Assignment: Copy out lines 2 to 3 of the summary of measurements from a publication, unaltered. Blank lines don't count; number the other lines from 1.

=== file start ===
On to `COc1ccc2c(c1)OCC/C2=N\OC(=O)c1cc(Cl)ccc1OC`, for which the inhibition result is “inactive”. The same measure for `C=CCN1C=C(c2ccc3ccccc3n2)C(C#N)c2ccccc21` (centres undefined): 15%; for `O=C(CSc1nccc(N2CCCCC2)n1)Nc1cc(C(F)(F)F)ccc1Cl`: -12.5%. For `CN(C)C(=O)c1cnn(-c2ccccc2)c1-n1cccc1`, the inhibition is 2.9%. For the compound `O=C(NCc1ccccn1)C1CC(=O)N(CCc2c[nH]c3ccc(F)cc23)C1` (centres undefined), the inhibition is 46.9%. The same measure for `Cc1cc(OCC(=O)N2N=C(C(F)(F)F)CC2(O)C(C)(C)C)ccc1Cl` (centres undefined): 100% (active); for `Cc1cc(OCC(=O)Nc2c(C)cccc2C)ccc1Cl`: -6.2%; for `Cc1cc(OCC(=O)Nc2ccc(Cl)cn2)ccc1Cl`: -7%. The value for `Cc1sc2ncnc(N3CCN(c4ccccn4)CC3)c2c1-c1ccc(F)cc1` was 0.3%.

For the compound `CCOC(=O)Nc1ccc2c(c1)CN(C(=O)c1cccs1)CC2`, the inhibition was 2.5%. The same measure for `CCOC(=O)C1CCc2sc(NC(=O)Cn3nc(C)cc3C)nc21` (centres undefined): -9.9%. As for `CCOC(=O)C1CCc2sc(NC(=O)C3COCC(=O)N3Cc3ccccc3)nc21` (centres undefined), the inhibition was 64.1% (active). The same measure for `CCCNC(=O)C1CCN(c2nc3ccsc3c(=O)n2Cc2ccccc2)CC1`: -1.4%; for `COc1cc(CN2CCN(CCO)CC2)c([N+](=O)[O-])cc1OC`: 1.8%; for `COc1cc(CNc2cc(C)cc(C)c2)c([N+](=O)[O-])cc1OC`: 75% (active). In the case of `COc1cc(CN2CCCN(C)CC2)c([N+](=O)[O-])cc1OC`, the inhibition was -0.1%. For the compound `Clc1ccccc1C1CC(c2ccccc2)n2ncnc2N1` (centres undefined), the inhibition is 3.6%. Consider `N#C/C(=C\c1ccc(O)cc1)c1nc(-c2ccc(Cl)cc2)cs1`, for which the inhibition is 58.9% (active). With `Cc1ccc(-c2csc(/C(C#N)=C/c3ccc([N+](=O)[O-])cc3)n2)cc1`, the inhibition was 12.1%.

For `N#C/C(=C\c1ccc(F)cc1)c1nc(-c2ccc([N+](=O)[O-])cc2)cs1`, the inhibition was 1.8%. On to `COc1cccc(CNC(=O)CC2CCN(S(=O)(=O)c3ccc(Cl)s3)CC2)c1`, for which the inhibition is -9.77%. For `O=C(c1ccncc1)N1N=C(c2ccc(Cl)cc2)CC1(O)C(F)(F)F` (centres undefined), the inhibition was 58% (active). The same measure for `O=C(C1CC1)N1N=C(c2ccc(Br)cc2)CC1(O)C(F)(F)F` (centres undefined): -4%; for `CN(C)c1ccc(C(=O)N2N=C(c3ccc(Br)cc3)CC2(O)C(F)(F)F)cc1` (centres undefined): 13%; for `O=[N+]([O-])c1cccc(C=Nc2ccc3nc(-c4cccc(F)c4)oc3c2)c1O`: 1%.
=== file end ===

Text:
For the compound `CCOC(=O)Nc1ccc2c(c1)CN(C(=O)c1cccs1)CC2`, the inhibition was 2.5%. The same measure for `CCOC(=O)C1CCc2sc(NC(=O)Cn3nc(C)cc3C)nc21` (centres undefined): -9.9%. As for `CCOC(=O)C1CCc2sc(NC(=O)C3COCC(=O)N3Cc3ccccc3)nc21` (centres undefined), the inhibition was 64.1% (active). The same measure for `CCCNC(=O)C1CCN(c2nc3ccsc3c(=O)n2Cc2ccccc2)CC1`: -1.4%; for `COc1cc(CN2CCN(CCO)CC2)c([N+](=O)[O-])cc1OC`: 1.8%; for `COc1cc(CNc2cc(C)cc(C)c2)c([N+](=O)[O-])cc1OC`: 75% (active). In the case of `COc1cc(CN2CCCN(C)CC2)c([N+](=O)[O-])cc1OC`, the inhibition was -0.1%. For the compound `Clc1ccccc1C1CC(c2ccccc2)n2ncnc2N1` (centres undefined), the inhibition is 3.6%. Consider `N#C/C(=C\c1ccc(O)cc1)c1nc(-c2ccc(Cl)cc2)cs1`, for which the inhibition is 58.9% (active). With `Cc1ccc(-c2csc(/C(C#N)=C/c3ccc([N+](=O)[O-])cc3)n2)cc1`, the inhibition was 12.1%.

For `N#C/C(=C\c1ccc(F)cc1)c1nc(-c2ccc([N+](=O)[O-])cc2)cs1`, the inhibition was 1.8%. On to `COc1cccc(CNC(=O)CC2CCN(S(=O)(=O)c3ccc(Cl)s3)CC2)c1`, for which the inhibition is -9.77%. For `O=C(c1ccncc1)N1N=C(c2ccc(Cl)cc2)CC1(O)C(F)(F)F` (centres undefined), the inhibition was 58% (active). The same measure for `O=C(C1CC1)N1N=C(c2ccc(Br)cc2)CC1(O)C(F)(F)F` (centres undefined): -4%; for `CN(C)c1ccc(C(=O)N2N=C(c3ccc(Br)cc3)CC2(O)C(F)(F)F)cc1` (centres undefined): 13%; for `O=[N+]([O-])c1cccc(C=Nc2ccc3nc(-c4cccc(F)c4)oc3c2)c1O`: 1%.